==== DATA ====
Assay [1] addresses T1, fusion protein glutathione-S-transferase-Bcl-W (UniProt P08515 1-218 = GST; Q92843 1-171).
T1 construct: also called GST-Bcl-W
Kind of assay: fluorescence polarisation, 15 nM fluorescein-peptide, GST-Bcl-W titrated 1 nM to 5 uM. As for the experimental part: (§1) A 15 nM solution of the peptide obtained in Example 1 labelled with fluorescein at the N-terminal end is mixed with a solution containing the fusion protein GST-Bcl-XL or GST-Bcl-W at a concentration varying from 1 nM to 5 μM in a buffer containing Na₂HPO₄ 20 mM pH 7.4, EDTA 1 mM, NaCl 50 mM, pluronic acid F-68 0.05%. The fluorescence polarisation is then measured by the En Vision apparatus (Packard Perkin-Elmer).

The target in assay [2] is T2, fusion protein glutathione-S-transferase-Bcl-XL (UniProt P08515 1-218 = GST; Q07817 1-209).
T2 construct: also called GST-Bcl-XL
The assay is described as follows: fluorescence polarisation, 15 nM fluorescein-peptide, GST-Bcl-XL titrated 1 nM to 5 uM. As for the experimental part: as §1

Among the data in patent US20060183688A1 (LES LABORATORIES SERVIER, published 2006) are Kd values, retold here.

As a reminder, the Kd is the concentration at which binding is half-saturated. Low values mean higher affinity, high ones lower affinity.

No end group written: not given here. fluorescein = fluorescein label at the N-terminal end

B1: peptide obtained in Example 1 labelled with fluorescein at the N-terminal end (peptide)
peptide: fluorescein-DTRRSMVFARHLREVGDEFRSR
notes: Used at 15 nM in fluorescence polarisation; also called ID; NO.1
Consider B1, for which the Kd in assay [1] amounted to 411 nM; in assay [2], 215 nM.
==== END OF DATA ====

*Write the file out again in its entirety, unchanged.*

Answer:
Assay [1] addresses T1, fusion protein glutathione-S-transferase-Bcl-W (UniProt P08515 1-218 = GST; Q92843 1-171).
T1 construct: also called GST-Bcl-W
Kind of assay: fluorescence polarisation, 15 nM fluorescein-peptide, GST-Bcl-W titrated 1 nM to 5 uM. As for the experimental part: (§1) A 15 nM solution of the peptide obtained in Example 1 labelled with fluorescein at the N-terminal end is mixed with a solution containing the fusion protein GST-Bcl-XL or GST-Bcl-W at a concentration varying from 1 nM to 5 μM in a buffer containing Na₂HPO₄ 20 mM pH 7.4, EDTA 1 mM, NaCl 50 mM, pluronic acid F-68 0.05%. The fluorescence polarisation is then measured by the En Vision apparatus (Packard Perkin-Elmer).

The target in assay [2] is T2, fusion protein glutathione-S-transferase-Bcl-XL (UniProt P08515 1-218 = GST; Q07817 1-209).
T2 construct: also called GST-Bcl-XL
The assay is described as follows: fluorescence polarisation, 15 nM fluorescein-peptide, GST-Bcl-XL titrated 1 nM to 5 uM. As for the experimental part: as §1

Among the data in patent US20060183688A1 (LES LABORATORIES SERVIER, published 2006) are Kd values, retold here.

As a reminder, the Kd is the concentration at which binding is half-saturated. Low values mean higher affinity, high ones lower affinity.

No end group written: not given here. fluorescein = fluorescein label at the N-terminal end

B1: peptide obtained in Example 1 labelled with fluorescein at the N-terminal end (peptide)
peptide: fluorescein-DTRRSMVFARHLREVGDEFRSR
notes: Used at 15 nM in fluorescence polarisation; also called ID; NO.1
Consider B1, for which the Kd in assay [1] amounted to 411 nM; in assay [2], 215 nM.